Writer and Editor, Korn Ferry Institute
Getting Clear About “Why”
In a world that is evolving faster than ever before, one question is uttered repeatedly… “Why?”
We start to wonder why as children, signaling curiosity and a need to understand the daunting world around us. But the need to know “why” never goes away, even though sometimes we forget to ask. In fact, the desire to make meaning of the world—and to find our purpose within it—is intrinsically human.
Purpose is the reason why a company exists, conveying the soul of the organization. And the recent crises have, without a doubt, only magnified the demand and need for organizations to embrace their purpose. Yet, as companies face mounting pressure to act as good global citizens, many still find it difficult to articulate their purpose clearly, as well as operate successfully while honoring it. “For some organizations, purpose is the new strategy, as it redefines performance, transcends operations, and activates individuals’ deeper motivation,” says Jean-Marc Laouchez, President of the Korn Ferry Institute.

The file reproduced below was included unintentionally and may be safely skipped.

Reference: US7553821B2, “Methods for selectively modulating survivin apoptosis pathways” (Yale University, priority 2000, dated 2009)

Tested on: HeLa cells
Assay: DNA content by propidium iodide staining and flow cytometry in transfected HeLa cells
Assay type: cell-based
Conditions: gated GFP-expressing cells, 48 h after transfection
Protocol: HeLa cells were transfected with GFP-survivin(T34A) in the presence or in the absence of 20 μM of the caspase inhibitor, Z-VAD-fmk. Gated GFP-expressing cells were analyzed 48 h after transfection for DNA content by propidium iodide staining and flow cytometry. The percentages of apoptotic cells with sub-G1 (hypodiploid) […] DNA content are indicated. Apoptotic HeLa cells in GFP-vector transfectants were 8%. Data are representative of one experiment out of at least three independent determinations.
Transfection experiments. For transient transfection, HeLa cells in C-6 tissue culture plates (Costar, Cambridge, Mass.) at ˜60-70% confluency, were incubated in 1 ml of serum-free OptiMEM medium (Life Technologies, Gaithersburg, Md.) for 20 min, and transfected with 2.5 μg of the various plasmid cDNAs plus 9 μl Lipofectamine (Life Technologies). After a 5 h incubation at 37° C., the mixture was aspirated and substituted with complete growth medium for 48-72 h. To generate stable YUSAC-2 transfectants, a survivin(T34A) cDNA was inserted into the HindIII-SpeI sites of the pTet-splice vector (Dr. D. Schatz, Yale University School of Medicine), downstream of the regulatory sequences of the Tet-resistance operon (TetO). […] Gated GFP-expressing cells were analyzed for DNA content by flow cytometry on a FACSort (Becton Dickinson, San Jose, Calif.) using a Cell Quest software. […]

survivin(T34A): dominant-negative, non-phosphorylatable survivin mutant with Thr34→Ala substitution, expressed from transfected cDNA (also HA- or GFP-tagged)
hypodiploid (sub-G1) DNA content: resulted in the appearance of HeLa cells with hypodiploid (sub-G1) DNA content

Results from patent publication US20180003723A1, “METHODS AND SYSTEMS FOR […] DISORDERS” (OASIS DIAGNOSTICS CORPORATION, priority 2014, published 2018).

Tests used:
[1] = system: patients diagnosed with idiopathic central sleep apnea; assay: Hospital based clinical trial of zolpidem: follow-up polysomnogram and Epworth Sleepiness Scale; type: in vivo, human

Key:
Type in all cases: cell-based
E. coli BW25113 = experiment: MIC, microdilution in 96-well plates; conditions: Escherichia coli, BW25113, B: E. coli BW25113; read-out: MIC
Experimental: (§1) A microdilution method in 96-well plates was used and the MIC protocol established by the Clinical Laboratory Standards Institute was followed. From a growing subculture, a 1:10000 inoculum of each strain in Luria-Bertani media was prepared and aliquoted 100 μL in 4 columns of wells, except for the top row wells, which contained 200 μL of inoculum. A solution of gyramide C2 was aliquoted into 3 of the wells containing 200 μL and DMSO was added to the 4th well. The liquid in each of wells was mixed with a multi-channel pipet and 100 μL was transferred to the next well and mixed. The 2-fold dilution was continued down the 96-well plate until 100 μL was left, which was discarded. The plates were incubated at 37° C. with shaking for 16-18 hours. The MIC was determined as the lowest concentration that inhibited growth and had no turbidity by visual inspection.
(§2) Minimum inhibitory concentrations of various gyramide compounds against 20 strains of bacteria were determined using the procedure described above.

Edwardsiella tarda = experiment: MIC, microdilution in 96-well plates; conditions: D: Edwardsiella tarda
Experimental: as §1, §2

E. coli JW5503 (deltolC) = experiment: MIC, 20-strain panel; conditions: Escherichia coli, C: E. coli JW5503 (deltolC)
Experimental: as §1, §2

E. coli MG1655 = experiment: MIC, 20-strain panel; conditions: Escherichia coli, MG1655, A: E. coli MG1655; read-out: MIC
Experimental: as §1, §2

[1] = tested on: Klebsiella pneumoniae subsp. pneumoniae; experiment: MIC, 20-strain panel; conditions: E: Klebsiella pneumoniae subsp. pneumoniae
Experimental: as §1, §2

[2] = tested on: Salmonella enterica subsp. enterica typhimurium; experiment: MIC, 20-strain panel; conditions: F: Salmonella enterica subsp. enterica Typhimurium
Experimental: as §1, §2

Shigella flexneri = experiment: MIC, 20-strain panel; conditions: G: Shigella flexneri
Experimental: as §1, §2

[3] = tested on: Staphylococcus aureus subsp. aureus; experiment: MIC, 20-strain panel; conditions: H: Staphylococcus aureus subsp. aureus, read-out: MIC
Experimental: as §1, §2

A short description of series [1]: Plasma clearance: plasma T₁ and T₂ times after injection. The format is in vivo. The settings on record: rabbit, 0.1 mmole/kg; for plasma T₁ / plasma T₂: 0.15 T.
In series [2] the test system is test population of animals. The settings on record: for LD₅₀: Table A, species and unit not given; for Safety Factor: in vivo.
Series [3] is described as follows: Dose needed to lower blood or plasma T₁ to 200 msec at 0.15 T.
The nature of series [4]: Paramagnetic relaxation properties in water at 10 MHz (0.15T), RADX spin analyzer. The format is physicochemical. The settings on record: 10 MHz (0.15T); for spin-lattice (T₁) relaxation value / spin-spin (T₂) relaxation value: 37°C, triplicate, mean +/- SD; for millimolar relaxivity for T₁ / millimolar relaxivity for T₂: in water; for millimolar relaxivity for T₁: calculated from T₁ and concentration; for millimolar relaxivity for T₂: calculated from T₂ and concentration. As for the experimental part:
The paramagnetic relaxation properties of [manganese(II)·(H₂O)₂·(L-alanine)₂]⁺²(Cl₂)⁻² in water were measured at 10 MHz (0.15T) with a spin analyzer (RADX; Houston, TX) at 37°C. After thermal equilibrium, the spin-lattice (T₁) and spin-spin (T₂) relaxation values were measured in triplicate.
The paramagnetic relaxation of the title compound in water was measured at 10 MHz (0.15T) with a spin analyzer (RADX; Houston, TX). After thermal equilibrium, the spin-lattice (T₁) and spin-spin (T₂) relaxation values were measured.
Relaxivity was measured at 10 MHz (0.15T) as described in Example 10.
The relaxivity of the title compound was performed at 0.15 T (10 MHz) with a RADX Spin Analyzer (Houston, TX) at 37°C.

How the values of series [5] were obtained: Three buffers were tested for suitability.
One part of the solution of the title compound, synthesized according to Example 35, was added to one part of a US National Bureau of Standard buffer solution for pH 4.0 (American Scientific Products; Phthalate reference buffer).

In our latest report, Getting Clear About “Why,” the Korn Ferry Institute uncovers the different types of organizational purposes that exist and how those purposes can, in tone and framing, impact business performance and organizational effectiveness. Furthermore, we offer four science-based practices that can help organizations define, articulate, and activate their purpose, and ensure that purpose is not only aligned with their business strategy, but also at the center of its culture.
Defining a compelling purpose may be one of the most important decisions organizations and their leaders are making today. And as more companies push purpose into the business agenda, there is an emerging demand for guiding principles and best practices in clarifying and realizing organizational purpose. But for companies to truly see the impact, they will need to live it every day, viewing every decision and taking every action through the lens of that purpose. “Leaders have a unique opportunity to reinvent their organization’s purpose as they emerge from the pandemic,” Laouchez says. “They can establish ‘a new why’ with all their stakeholders, and define the unique impact they want to have on the world.”
He adds: “Is there a more inspiring way to ‘get back to work’?”